Sad, sad news on Amazon’s Omnivoracious blog, via Instapundit:

It was an absolute shock to hear the very sad news today that award-winning author Michael Crichton has passed away at the age of 66. His family said that he had been fighting a “courageous and private battle against cancer”, adding, “He will be profoundly missed by those whose lives he touched, but he leaves behind the greatest gifts of a thirst for knowledge, the desire to understand, and the wisdom to use our minds to better our world.”

In addition to his novels, TV and movie work, Crichton has become known to some for his expression of skeptical concern regarding the present culture, and in some limited measure the science, surrounding the issues of climate change and environmental advocacy. I remain impressed with his deeply considered, insightful, and courageous September 2003 remarks to the Commonwealth Club on this topic (which is no longer available on Crichton’s official website, but has been mirrored here), as well as his January 2003 Caltech Michelin Lecture, “Aliens Cause Global Warming” (a flippant title, yes, but with a sincere and worthy purpose — please do read the full contents of the talk to understand what he’s getting at so that you can judge his argument’s merits).

An excerpt from his Commonwealth Club address:

… I want it perfectly clear that I believe it is incumbent on us to conduct our lives in a way that takes into account all the consequences of our actions, including the consequences to other people, and the consequences to the environment. I believe it is important to act in ways that are sympathetic to the environment, and I believe this will always be a need, carrying into the future. I believe the world has genuine problems and I believe it can and should be improved. But I also think that deciding what constitutes responsible action is immensely difficult, and the consequences of our actions are often difficult to know in advance. I think our past record of environmental action is discouraging, to put it mildly, because even our best intended efforts often go awry. But I think we do not recognize our past failures, and face them squarely. And I think I know why.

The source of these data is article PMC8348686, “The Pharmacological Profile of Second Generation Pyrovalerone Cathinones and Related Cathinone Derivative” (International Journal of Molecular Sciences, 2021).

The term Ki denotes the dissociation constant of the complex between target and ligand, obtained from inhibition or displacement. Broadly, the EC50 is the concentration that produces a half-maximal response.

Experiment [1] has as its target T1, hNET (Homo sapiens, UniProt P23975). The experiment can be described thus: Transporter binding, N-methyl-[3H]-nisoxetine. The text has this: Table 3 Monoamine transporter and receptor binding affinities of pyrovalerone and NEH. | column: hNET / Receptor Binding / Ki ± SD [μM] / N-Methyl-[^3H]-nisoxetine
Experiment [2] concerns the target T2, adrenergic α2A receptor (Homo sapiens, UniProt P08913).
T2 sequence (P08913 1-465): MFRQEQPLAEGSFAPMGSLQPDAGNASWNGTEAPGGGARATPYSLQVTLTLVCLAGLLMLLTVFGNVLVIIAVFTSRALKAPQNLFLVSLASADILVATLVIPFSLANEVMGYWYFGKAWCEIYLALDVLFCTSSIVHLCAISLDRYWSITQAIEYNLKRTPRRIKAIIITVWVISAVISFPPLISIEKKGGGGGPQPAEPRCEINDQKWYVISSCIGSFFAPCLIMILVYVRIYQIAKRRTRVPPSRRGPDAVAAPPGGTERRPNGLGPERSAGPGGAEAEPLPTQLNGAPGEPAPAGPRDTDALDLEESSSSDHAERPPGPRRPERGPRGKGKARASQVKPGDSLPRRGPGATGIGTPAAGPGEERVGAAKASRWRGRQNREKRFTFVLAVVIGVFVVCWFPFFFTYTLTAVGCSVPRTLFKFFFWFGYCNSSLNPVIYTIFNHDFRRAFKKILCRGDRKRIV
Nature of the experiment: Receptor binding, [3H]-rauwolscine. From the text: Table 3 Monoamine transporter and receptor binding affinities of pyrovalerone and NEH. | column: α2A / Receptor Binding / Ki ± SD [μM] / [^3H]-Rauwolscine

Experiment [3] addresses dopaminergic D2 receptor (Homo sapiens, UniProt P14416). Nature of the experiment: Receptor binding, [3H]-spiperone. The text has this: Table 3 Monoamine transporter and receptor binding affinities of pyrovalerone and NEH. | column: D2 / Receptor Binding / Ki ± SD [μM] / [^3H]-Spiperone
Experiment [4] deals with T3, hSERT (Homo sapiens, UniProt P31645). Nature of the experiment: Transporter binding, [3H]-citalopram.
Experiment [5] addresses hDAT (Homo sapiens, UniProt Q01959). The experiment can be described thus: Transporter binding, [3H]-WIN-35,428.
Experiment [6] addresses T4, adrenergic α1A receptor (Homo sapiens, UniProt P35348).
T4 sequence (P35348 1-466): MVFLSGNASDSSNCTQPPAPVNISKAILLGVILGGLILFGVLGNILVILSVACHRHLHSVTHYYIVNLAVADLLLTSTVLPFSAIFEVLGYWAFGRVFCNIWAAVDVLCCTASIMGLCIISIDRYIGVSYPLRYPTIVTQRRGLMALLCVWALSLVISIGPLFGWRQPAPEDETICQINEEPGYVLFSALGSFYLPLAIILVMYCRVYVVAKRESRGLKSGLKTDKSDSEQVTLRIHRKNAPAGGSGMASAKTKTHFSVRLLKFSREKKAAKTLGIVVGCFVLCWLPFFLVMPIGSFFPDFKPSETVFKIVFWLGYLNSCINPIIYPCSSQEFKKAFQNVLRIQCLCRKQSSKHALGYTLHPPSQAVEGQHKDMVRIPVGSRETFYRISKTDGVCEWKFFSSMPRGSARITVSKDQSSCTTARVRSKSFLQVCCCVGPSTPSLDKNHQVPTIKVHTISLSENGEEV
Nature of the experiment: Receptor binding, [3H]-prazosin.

By all means, read the whole thing, and if it leaves you thirsty for further application of Crichton’s judicious scalpel of reason read the other article next.

Time will tell whether and in what respects he was correct or mistaken, but I think we’re greatly in need of courageously inquisitive minds like his. He will indeed be sorely missed.